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Padres' Arizona Fall League overview

Urias, Naylor impressing as youngsters in AFL
MLB.com

Luis Urias and Josh Naylor have both excelled early in their careers despite being younger players in older, more advanced leagues. So perhaps it shouldn't come as a surprise that the two 20-year-old standouts, after playing the second half of the regular season as teammates at Double-A San Antonio, have gotten off to hot starts in the Arizona Fall League.

Urias, San Diego's No. 3 prospect (No. 44 overall), made the most of his first week in the Fall League by posting a .364 average and recording as many walks as hits (four) in his first four games for the Peoria Javelinas. Naylor (No. 10) also batted .364, albeit with two home runs and six RBIs in six games.

Luis Urias and Josh Naylor have both excelled early in their careers despite being younger players in older, more advanced leagues. So perhaps it shouldn't come as a surprise that the two 20-year-old standouts, after playing the second half of the regular season as teammates at Double-A San Antonio, have gotten off to hot starts in the Arizona Fall League.

Urias, San Diego's No. 3 prospect (No. 44 overall), made the most of his first week in the Fall League by posting a .364 average and recording as many walks as hits (four) in his first four games for the Peoria Javelinas. Naylor (No. 10) also batted .364, albeit with two home runs and six RBIs in six games.

The duo's impressive showing at the plate comes on the heels of a regular season in which they both took a step closer towards reaching the Major Leagues while logging invaluable experience at the Double-A level.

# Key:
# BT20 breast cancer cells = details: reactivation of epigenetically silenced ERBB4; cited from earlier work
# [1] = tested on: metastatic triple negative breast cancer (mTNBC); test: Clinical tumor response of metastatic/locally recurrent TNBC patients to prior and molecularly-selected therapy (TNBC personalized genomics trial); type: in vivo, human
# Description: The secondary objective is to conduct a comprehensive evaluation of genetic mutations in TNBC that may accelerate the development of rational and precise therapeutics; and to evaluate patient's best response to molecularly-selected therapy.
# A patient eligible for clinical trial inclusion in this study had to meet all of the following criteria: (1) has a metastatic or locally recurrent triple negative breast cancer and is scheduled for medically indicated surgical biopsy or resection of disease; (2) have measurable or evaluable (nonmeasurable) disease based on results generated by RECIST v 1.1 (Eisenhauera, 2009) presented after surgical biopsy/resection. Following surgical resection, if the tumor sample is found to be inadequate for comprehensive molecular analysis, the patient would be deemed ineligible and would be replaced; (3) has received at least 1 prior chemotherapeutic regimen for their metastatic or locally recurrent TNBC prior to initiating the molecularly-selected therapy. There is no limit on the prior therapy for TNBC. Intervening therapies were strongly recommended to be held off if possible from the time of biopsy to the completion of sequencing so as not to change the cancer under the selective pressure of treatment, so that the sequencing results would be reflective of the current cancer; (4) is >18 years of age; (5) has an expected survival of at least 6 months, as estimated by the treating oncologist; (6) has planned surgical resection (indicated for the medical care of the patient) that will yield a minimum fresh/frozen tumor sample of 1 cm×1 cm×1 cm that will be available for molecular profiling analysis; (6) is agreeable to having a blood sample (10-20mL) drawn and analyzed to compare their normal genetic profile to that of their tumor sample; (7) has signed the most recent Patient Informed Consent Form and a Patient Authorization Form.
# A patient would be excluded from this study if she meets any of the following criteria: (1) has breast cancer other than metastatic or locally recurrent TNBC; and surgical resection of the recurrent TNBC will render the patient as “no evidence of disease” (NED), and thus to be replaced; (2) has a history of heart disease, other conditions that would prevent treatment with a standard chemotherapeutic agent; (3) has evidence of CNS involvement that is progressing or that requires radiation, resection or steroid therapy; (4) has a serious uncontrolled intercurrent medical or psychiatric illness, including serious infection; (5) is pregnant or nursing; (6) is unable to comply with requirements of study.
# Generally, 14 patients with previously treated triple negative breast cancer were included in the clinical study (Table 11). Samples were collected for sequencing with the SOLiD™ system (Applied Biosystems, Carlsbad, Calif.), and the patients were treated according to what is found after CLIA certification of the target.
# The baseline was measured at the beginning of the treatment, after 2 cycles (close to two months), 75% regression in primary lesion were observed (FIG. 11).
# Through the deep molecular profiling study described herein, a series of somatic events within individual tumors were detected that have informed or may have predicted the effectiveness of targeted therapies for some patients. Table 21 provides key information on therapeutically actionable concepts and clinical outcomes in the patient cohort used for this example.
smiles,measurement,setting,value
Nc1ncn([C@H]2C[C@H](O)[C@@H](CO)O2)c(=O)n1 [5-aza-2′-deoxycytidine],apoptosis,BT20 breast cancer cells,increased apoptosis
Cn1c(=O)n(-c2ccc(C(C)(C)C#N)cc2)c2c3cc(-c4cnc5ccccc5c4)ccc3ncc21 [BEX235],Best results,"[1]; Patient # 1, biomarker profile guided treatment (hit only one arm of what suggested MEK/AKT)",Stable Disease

Assigned to San Antonio to open the season, Urias, just 19 on Opening Day, made a seamless transition to the Texas League on both sides of the ball, showing his usual blend of plus hitting ability and plate discipline while also proving adept in his first stint as an everyday shortstop.

Video: Top Prospects: Luis Urias, 2B, Padres

"You're seeing better pitchers in Double-A," said Urias. "They know you better and make adjustments faster than A-ball guys. But it's the same -- everything's the same in baseball."

In 118 regular-season games with the Missions, Urias slashed .296/.398/.380 with 27 extra-base hits and 77 runs scored. What's more, the 5-foot-9, 160-pound right-handed hitter accrued more walks (68) than he did strikeouts (65) for the fourth time in as many seasons.

"Honestly, I have no idea," said Urias about the origins of his highly advanced and mature approach. "I just try to go to the plate and compete. I try to recognize every pitch and swing at good pitches to hit."

Defensively, Urias, primarily a second baseman during his first three seasons, saw nearly even time between both middle infield positions in his first Double-A campaign, logging 60 games as a shortstop compared to 55 at the keystone.

"I'm comfortable playing both," he noted, "but I think playing second base is easier for me. At second base I feel more confident."

Naylor, meanwhile, joined Urias in San Antonio during the second week of July following a strong first half in the California League that included a selection to his second straight SiriusXM All-Star Futures Game. The left-handed hitting first baseman was challenged in his first Double-A exposure, however, ultimately posting a .250/.320/.346 line with two home runs over 42 games.

Video: WLD@USA: Josh Naylor puts the World Team on the board

"It's a world where you don't know what's going to happen," said Naylor, "so you just have to keep playing and hope for the best eventually. But that was one of my goals this year, to make it up to Double-A."